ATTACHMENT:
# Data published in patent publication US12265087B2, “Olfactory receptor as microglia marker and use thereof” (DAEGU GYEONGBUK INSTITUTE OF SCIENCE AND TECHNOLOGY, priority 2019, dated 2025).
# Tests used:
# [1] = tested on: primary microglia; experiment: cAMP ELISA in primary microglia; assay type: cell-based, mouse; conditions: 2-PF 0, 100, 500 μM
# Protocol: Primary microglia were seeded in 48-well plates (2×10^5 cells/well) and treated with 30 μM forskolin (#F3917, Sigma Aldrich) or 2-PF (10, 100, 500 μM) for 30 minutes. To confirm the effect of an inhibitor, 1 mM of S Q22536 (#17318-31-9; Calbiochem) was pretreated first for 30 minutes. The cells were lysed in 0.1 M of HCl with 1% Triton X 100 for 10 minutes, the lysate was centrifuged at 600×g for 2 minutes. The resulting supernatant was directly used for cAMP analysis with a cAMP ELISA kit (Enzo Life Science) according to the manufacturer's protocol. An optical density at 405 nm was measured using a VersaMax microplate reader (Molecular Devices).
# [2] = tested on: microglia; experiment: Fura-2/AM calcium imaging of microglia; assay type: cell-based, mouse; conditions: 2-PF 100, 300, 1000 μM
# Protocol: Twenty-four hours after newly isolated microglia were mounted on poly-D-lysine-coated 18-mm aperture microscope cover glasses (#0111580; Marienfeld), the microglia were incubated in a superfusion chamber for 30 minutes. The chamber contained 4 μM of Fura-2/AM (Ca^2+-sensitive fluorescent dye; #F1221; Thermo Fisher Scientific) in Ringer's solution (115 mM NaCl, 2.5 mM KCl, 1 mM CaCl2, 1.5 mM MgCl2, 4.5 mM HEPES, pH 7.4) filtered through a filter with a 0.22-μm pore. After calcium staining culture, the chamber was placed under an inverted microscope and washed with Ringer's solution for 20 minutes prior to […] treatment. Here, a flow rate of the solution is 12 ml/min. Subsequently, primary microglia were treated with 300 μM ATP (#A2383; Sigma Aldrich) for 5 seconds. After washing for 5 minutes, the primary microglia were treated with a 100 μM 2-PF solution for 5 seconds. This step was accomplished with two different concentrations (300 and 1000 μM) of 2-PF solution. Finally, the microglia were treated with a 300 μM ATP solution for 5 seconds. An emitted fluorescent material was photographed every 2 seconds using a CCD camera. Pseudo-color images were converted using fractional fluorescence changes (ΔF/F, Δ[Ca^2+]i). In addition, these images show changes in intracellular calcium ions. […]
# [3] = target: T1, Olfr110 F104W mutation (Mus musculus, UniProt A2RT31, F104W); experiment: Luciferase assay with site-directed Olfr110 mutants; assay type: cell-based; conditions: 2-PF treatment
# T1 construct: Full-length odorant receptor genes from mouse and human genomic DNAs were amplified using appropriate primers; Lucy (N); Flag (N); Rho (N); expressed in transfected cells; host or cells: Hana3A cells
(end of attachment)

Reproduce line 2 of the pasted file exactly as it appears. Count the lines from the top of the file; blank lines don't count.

# Tests used: